Councilman Tennell Atkins wanted the town hall meeting to be done "the right way." That's why he asked all his angry constituents to stop talking directly to him and instead write their questions down on little cards. The cards would then be passed to the front of a room, for another city official to calmly read aloud.
"That's the process, that's the procedure," Atkins said.
The people who showed up to town hall meeting --homeowners who live near the Dallas Executive Airport who were never warned by their representative until recently about the airport's $35 million runway expansion, weren't thrilled about the whole question-on-card rule. They wanted to ask questions about how their neighborhood may change. In their own words, they wanted a normal conversation between adults.
"No, I don't want him to read my question," one woman called out. "That's you dictating our responses."
Atkins interrupted. "We want to be civilized," he said. People eventually relented and turned in their cards to the front. But Atkins' plan at keeping the talk civilized went haywire when one of the questions on the card turned out to be an insult directed at Atkins.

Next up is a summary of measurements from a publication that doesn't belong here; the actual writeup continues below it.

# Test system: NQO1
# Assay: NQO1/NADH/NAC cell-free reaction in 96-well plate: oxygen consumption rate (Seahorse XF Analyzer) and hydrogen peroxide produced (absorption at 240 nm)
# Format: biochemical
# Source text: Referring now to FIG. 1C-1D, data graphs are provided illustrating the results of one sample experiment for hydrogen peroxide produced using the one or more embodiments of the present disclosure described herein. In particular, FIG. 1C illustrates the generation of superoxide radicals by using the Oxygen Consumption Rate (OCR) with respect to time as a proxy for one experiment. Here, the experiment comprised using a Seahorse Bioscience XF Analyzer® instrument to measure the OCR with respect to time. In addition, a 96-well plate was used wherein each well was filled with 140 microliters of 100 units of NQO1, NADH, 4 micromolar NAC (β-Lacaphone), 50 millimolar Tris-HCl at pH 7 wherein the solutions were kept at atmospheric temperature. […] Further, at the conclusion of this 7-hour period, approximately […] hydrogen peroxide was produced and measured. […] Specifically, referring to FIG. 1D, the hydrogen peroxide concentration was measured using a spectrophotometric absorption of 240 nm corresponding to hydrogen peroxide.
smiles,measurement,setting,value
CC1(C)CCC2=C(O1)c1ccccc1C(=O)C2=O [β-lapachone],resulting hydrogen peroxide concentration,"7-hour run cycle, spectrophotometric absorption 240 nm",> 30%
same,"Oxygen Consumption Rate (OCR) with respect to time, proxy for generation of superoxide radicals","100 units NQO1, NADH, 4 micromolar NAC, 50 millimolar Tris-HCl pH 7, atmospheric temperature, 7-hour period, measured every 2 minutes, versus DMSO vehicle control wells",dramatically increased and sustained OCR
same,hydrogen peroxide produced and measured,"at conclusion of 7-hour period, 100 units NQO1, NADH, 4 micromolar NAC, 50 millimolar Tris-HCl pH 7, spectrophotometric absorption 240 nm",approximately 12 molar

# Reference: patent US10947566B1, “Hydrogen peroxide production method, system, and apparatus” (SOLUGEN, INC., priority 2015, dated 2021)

"Will Mr. Atkins and Councilmember [Vonciel] Hill agree not to financially benefit from any development?," said Dallas aviation director Mark Duebner, reading off the card.
Atkins stepped up to the microphone. "I don't have to, I'm rich already," he said, sounding defensive.
Most of the questions centered around why residents weren't clued in on the airport's renovation plans much earlier. Atkins and Duebner promised to form a citizen's advisory committee with homeowners, and they made a point of asking for everyone's phone, email address and home address. They said people wouldn't have to worry about eminent domain or losing their homes in the expansion, and that the new planes the airport attracts will agree to some sort of noise abatement plan.
So sure, the city's airport expansion plan has sure seemed secretive in the past, and may have even broke federal rules related to telling people who live near airports information about the airport, as Eric previously reported. But the city tried to assure everyone that the lack of transparency was a thing of the past. The renovation, Duebner hopes, will bring much-needed business to the struggling transportation hub.
In an introduction that could either have been a sincere but sloppy compliment or a just subtle jab at his constituents, Atkins thanked all of them for finally coming to the airport.
"Over 20 years this airport's been here, and it's the first time I've seen this many people in this airport at one time, and say we'll come together to find out what's going on. That's called community coming together," he said. "What we're trying to do is come together to find out what's going on in our neighborhood."
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